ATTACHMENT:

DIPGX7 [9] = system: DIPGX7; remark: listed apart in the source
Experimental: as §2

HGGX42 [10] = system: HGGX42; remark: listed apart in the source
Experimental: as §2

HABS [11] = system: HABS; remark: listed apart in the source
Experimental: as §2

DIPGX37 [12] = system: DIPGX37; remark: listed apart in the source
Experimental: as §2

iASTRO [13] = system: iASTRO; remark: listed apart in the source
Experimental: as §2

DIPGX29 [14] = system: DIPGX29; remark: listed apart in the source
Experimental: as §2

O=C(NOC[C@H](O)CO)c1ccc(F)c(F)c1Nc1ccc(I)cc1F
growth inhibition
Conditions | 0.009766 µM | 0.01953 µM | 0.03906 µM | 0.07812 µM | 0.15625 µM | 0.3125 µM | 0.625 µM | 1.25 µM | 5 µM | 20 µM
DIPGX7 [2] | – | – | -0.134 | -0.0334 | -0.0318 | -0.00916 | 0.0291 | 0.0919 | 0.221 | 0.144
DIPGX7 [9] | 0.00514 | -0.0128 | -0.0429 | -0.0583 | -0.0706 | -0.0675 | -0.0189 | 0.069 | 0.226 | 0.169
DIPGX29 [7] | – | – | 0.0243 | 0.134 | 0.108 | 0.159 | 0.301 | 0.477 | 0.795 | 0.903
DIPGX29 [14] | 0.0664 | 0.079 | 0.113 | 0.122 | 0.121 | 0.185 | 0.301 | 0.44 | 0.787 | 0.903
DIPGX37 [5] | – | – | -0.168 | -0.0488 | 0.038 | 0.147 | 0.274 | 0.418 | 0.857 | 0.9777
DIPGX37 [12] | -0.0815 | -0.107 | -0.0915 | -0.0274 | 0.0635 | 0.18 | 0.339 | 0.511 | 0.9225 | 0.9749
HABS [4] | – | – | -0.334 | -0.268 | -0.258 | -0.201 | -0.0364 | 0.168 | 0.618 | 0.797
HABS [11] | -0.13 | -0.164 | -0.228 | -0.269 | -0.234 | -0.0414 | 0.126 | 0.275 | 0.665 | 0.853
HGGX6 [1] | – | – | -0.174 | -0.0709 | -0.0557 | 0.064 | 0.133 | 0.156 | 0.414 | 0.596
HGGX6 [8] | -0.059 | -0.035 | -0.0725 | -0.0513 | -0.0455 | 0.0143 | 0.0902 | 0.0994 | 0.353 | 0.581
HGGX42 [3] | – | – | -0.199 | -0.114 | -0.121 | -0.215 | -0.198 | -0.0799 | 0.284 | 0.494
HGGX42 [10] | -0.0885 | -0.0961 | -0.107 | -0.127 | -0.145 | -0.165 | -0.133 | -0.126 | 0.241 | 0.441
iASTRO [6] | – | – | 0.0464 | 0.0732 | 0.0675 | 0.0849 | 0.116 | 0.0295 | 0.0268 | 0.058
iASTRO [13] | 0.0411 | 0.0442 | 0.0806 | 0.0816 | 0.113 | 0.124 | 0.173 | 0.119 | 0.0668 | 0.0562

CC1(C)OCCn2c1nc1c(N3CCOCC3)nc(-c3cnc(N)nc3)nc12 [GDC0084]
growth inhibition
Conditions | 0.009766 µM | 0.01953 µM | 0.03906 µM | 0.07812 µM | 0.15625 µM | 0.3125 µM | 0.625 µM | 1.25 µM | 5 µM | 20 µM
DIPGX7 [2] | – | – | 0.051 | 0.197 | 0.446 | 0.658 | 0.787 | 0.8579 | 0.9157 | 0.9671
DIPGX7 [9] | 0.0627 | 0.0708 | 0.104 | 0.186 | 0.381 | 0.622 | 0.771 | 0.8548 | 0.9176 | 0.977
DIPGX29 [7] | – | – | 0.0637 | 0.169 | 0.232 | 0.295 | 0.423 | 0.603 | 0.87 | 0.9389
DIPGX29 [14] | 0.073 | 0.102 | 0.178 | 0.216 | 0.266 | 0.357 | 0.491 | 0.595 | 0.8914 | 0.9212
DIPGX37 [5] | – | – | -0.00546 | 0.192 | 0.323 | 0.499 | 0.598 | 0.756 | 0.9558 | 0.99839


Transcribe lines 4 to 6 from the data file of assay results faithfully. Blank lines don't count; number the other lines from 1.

Experimental: as §2

HABS [11] = system: HABS; remark: listed apart in the source
Experimental: as §2